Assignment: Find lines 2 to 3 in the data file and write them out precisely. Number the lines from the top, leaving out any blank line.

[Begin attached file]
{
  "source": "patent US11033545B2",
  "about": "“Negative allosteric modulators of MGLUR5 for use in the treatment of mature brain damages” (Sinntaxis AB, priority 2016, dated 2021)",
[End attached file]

  "source": "patent US11033545B2",
  "about": "“Negative allosteric modulators of MGLUR5 for use in the treatment of mature brain damages” (Sinntaxis AB, priority 2016, dated 2021)",